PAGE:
Lots of action with a nice undertone.
The glittering Gran Tesoro, a city of entertainment beyond the laws of the government, is a sanctuary for the world’s most infamous pirates, Marines, and filthy rich millionaires. Drawn by dreams of hitting the jackpot, Captain Luffy and his crew sail straight for the gold. But behind the gilded curtains lies a powerful king whose deep pockets and deeper ambitions spell disaster for the Straw Hats and the New World alike.
Director Hiroaki Miyamoto does his best to mix deep undertones, including gambling addiction and class warfare, into the basis of what should be a cash-grab anime story. It’s quite impressive how well the writing is in this movie, as it is very thoughtful in its bluntness to deliver real concerns that reflect the world we’re living in today. Again, this is more than just another anime.
In addition, the film also does a good job of showing off Miyamoto’s artists animated talents at every given chance. Gold is an extraordinarily beautiful film that in its weak points and once-in-awhile dull moments, shines brightly through its colorful animation and overblown action sequences that distribute a good amount of goosebumps up a viewer’s arm. It’s really a visually stunning film that I would watch again, if given the chance, simply for the eye candy. The visuals help to balance out the story and its characters, which help to sell the undertone messages.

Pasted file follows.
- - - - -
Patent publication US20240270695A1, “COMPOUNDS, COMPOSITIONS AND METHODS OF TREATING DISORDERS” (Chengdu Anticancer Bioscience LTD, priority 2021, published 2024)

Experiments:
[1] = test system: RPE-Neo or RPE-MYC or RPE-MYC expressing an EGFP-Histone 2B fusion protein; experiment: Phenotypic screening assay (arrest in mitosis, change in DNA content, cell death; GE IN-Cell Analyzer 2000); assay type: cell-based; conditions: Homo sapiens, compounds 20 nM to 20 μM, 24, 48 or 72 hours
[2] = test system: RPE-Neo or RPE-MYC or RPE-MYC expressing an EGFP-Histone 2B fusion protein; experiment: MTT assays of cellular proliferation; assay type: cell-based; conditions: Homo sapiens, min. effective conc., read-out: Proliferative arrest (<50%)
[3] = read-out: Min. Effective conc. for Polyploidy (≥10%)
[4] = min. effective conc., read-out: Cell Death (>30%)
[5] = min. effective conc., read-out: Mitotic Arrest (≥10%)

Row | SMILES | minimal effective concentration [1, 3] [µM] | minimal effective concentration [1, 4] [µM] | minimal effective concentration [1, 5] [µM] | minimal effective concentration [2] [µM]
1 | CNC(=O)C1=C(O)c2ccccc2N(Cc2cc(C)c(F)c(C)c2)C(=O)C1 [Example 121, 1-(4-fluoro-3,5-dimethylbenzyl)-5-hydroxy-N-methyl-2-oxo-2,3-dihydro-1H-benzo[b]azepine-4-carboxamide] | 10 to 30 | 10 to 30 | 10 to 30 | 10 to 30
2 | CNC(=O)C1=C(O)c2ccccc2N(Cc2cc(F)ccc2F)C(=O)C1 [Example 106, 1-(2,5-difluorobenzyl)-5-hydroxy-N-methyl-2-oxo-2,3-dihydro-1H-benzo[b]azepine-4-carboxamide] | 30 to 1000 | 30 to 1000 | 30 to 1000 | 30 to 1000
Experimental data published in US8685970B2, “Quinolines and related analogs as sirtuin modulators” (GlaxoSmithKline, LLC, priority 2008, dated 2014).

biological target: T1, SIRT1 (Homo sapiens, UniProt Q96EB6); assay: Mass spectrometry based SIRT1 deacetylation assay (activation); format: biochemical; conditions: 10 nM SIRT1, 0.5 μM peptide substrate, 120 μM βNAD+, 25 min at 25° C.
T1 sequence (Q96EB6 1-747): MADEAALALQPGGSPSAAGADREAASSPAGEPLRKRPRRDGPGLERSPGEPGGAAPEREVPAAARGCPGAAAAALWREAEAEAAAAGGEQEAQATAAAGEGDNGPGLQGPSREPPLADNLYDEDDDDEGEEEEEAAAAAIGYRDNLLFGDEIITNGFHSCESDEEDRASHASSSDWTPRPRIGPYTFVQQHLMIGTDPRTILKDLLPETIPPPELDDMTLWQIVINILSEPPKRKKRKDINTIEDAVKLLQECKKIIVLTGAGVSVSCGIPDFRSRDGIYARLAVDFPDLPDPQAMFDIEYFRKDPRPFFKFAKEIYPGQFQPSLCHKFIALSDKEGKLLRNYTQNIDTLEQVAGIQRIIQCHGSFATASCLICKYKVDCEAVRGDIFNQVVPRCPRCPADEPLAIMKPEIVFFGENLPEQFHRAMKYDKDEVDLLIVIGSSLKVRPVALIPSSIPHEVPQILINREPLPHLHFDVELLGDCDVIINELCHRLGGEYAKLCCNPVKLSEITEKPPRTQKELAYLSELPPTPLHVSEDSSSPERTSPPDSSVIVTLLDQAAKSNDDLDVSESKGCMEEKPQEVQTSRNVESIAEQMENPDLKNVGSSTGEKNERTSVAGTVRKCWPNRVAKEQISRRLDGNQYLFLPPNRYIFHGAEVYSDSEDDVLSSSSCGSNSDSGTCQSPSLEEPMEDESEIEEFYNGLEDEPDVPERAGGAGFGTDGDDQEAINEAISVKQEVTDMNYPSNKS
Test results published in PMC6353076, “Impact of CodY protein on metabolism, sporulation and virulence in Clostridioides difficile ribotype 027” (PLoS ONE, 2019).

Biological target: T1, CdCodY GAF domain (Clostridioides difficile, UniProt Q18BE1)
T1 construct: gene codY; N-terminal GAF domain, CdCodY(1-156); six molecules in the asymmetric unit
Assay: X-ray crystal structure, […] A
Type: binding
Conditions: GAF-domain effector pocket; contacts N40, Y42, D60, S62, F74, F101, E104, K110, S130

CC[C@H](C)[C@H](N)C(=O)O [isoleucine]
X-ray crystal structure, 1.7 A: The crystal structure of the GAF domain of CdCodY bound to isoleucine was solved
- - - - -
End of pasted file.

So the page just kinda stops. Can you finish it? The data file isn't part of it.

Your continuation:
Now, specifically for the story side of the equation, what comes out of this film is a wonderful balance of familiar faces doing their ‘usual’ thing, which consists of fighting, yelling, over-the-top action, but also accompanying that with a deeper than usual story the stretches its creativity to a level beyond merely another anime film.
That said, let’s break it down.
The first act has our favorite Straw Hat pirates making their way to a neutral entertainment site on the ocean called Gran Tesoro. A rich Las Vegas-like community that thrives off the plunder of pirates passing and caters to their need for more money, as well as their need for fun and excitement. Led by Gild Tesoro, a gold loving diva, all fun intentions he might hold for the gang are soon swept aside and replaced with debt and despair. Gambling away their winnings, the gang find themselves in it deep with Tesoro when they lose $300 million in a high stakes game of chance with dice. Thinking they can ‘pirate’ their way out of the city, Luffy and crew find out that Tesoro isn’t one to be messed with, especially after Roronoa Zoro tries to take him out, but fails and ends up stuck in a pile of gold controlled by Tesoro. Tesoro holds Zoro hostage, while the Straw Hat crew try to find a way to pay their large debt in 24 hours. If they don’t pay it off in the allotted time, Zoro dies.